The issue of privacy and where this line is is particularly interesting to me because when I was in graduate school I wrote my dissertation on statistical disclosure control. This involves attempting to balance the dissemination to researchers of useful data against the privacy of the individual. In terms of what I was studying, the benefit of data dissemination is useful research, often on topics of public health, whereas in the NSA situation the alleged benefit is in fighting terrorism. In both cases, the risk is the erosion of individual privacy. In public health neither extreme is an acceptable solution. Either you release none of the data and you have perfect privacy at the cost of halting scientific research, or you release all of the data to anyone who wants to use it for research (or any other purpose!) and you achieve maximum utility at the cost of total lack of privacy. Some balance between these two must be struck. I think it’s probably the same with the NSA and the government: Some balance must be struck between fighting terrorists, who are a real and legitimate threat, and the ideals that we have as citizens of the United States and as human beings.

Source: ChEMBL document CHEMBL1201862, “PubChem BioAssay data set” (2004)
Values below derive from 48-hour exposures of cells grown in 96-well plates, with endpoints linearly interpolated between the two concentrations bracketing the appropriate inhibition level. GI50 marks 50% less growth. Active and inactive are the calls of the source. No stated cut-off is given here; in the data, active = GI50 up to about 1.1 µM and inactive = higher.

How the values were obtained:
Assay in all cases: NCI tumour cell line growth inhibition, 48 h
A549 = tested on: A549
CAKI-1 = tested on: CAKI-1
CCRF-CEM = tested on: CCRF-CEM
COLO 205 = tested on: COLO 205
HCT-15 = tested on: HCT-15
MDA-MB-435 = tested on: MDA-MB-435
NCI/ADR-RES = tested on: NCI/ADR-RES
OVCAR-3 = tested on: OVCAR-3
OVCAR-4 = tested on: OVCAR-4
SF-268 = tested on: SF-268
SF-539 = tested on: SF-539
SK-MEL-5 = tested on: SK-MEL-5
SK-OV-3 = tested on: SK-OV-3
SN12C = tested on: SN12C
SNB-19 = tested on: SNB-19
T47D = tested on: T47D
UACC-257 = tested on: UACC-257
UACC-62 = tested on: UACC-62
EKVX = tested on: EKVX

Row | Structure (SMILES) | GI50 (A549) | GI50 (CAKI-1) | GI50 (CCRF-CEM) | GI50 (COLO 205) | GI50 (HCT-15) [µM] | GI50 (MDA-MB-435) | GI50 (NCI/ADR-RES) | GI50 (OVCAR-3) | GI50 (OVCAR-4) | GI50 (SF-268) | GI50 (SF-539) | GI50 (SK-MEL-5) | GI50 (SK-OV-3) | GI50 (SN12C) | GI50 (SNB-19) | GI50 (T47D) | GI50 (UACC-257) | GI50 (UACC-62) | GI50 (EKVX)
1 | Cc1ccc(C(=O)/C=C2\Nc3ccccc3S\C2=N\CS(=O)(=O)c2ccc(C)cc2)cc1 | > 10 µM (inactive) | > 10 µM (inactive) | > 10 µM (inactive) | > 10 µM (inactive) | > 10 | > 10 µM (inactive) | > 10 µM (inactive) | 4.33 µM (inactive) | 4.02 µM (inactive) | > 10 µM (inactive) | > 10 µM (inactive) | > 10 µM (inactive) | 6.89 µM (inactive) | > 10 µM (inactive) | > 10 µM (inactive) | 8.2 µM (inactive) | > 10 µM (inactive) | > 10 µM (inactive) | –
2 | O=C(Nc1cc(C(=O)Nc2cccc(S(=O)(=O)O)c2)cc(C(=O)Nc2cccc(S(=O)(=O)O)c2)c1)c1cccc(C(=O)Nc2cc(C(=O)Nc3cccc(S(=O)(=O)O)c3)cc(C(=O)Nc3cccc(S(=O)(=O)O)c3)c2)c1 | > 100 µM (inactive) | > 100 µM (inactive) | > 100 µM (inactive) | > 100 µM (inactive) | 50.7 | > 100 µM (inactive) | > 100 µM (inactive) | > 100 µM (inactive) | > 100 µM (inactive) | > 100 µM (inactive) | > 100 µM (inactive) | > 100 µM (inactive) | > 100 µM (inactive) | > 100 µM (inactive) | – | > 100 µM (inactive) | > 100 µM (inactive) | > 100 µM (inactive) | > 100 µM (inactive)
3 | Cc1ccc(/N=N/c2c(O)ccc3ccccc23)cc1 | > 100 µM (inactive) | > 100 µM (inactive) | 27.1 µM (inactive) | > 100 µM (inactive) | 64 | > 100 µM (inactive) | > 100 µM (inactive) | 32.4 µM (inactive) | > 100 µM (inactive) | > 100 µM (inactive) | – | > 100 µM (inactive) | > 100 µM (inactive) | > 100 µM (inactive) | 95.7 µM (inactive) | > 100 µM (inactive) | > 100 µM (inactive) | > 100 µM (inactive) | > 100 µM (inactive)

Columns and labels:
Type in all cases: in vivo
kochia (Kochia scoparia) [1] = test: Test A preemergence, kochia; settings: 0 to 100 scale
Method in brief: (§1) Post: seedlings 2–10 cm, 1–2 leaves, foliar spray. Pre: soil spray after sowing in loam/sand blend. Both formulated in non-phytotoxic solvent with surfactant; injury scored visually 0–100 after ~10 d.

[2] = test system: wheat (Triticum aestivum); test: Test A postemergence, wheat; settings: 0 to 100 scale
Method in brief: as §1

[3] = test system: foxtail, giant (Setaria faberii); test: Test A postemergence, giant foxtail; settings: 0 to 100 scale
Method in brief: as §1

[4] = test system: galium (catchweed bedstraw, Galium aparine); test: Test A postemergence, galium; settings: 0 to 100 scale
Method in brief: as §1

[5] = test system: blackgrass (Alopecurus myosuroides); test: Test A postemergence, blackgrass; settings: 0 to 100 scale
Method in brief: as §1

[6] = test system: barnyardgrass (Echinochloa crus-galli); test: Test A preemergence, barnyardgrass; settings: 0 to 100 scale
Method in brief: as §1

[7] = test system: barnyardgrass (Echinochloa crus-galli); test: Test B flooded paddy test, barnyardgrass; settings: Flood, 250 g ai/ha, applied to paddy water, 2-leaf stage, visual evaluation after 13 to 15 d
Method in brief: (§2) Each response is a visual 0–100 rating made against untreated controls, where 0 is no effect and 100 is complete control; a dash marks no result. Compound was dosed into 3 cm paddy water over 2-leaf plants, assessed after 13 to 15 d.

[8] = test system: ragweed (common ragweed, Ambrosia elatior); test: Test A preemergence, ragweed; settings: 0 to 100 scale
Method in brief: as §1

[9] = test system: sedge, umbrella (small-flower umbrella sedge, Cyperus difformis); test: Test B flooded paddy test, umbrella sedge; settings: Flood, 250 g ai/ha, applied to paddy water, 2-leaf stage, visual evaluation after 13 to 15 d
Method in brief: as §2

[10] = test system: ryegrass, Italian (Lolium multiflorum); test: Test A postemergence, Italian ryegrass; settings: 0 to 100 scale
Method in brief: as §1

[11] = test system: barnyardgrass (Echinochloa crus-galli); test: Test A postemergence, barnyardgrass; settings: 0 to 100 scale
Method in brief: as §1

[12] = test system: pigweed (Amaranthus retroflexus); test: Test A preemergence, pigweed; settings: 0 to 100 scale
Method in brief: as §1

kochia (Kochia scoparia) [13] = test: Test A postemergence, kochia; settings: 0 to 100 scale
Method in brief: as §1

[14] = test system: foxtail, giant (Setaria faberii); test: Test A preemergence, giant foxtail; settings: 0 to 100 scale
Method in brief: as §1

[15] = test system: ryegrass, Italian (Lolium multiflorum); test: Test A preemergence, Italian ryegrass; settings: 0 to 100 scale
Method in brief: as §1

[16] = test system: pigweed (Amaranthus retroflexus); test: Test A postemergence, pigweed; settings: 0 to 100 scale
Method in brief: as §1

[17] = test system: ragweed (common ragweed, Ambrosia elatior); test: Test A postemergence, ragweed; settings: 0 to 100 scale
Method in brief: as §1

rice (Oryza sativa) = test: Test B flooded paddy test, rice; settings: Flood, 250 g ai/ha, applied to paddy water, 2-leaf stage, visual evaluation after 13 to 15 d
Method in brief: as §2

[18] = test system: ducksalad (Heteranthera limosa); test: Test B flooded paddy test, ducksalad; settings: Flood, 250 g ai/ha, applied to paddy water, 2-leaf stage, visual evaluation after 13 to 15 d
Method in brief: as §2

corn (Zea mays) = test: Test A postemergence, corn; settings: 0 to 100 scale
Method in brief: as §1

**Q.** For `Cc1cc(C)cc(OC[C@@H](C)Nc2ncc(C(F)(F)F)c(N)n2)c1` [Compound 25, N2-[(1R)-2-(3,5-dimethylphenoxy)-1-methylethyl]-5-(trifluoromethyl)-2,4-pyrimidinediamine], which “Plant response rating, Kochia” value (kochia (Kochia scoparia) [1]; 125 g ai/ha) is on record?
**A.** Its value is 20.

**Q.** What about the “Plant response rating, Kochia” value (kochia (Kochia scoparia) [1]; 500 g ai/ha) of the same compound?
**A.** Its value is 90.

One of the difficulties in having this debate, and again I’ll make a comparison to my research, is that quantifying utility and privacy in many situations is very difficult. This makes it hard to really quantify the costs and benefits associated with decisions on where to draw the line when releasing data to researchers. This is likely even more difficult to quantify with what the NSA is doing. If we could easily measure how much terrorism is prevented versus how much privacy we are losing, society could have a debate and reach some sort of conclusion. But we don’t have these measures. (One potential way to measure terrorism would be in attacks prevented, but it’s virtually impossible to do this with any accuracy. And measuring privacy might be even more challenging.) If this were an economic problem we could weigh the costs versus the benefits on some monetary scale. If this were drug testing we would weigh the benefits of the drug versus the side-effects. But in this situation there is no clear way to measure either of these concepts in an objective way, and even if we could, everyone has a different idea about where the bar should be set.
So ultimately, as a society, we’re in a situation where we need to have a debate about privacy protection versus terrorism prevention where both sides have important concerns that are often in conflict with one another. We need to decide where to tip the scale so that we balance these two things in a meaningful way that respects our American and international ideals of freedom, justice, and peace. But we need to do this without using any objective scale. It’s a an extremely difficult problem and it’s just going to get more complicated as we move further into a world dominated by data.